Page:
When your teenager first gets behind the wheel of a car, there tends to be a disconnect between parent and child as to what's really happening. The teenager sees himself as an adult, while the parent still sees him as kid. The truth is somewhere in between, which means parents need to talk to their teenagers about safe driving habits but, ultimately, leave it up to them to listen and enforce those safety rules. It needs to be a team effort. 

The National Safety Council notes that there are three main factors that contribute to teen crash risks:

  1. Inexperience
  2. Teen passengers in the vehicle
  3. Nighttime driving

You can help avoid these things by making sure your teen gets a lot of driving practice, limiting the number of friends they can have in their car, and limiting or completely restricting nighttime driving. You should also require them to wear their seat belt and tell them they are not allowed to use their cell phone for any reason while they are driving.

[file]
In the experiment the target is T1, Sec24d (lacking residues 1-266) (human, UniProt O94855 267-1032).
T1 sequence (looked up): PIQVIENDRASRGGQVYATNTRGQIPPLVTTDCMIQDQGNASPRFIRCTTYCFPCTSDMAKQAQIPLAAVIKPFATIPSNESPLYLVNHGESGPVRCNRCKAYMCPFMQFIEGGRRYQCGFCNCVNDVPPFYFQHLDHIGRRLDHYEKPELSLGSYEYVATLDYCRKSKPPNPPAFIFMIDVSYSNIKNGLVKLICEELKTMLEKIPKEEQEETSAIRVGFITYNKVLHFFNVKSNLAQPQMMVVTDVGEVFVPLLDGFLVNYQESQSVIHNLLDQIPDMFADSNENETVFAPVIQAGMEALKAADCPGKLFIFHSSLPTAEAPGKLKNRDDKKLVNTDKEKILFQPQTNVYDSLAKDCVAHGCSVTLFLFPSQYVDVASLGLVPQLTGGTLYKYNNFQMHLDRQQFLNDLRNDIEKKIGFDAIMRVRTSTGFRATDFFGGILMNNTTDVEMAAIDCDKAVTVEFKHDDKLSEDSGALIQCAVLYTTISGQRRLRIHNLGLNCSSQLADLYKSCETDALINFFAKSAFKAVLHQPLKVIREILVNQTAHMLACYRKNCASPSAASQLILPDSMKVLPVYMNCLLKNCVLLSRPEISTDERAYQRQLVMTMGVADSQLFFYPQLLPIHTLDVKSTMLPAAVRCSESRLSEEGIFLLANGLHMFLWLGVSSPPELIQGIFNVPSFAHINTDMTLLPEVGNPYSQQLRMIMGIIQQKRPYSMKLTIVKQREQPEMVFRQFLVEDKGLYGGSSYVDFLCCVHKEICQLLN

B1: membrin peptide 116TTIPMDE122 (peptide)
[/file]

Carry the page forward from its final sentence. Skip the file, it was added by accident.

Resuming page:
One big thing the National Safety Council encourages is to communicate your expectations. You need to be as detailed as possible about what you expect and what the consequences will be if your teen does not abide by the rules. They offer a fantastic Parent/Teen Driving Agreement that you can print for your own use, or use as a guide to create your own. It's a great way to get everyone on the same page about what the rules are and what your teen needs to do to drive safely. 

If you or someone you love has been injured in a Dallas car crash, contact Girards Law for a free consultation at 888-897-2762.